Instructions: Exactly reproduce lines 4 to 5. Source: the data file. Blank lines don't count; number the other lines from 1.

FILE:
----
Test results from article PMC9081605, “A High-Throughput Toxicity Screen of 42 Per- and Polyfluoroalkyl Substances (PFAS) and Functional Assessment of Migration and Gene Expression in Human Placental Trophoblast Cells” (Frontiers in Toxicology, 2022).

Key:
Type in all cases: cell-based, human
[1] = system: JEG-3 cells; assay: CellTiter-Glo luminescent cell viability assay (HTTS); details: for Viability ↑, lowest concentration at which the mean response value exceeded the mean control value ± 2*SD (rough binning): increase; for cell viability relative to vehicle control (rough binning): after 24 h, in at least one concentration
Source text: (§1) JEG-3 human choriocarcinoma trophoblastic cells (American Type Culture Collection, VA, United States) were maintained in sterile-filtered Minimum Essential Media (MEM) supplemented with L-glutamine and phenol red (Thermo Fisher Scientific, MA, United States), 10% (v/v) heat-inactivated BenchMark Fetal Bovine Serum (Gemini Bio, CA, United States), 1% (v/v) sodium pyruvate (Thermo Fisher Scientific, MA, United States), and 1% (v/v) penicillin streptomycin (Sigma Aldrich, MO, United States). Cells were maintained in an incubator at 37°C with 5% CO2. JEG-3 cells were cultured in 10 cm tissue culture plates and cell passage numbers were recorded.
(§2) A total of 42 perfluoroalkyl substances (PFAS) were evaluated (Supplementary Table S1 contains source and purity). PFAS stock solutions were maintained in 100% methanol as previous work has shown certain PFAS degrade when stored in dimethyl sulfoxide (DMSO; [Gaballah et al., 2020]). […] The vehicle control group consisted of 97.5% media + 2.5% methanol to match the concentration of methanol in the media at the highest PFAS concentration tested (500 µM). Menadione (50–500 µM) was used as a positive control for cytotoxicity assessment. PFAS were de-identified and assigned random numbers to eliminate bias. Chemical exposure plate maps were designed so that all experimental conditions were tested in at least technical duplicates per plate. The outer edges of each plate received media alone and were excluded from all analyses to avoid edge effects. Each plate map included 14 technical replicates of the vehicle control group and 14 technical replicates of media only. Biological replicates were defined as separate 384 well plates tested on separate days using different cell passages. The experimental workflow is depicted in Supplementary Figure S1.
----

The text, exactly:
[1] = system: JEG-3 cells; assay: CellTiter-Glo luminescent cell viability assay (HTTS); details: for Viability ↑, lowest concentration at which the mean response value exceeded the mean control value ± 2*SD (rough binning): increase; for cell viability relative to vehicle control (rough binning): after 24 h, in at least one concentration
Source text: (§1) JEG-3 human choriocarcinoma trophoblastic cells (American Type Culture Collection, VA, United States) were maintained in sterile-filtered Minimum Essential Media (MEM) supplemented with L-glutamine and phenol red (Thermo Fisher Scientific, MA, United States), 10% (v/v) heat-inactivated BenchMark Fetal Bovine Serum (Gemini Bio, CA, United States), 1% (v/v) sodium pyruvate (Thermo Fisher Scientific, MA, United States), and 1% (v/v) penicillin streptomycin (Sigma Aldrich, MO, United States). Cells were maintained in an incubator at 37°C with 5% CO2. JEG-3 cells were cultured in 10 cm tissue culture plates and cell passage numbers were recorded.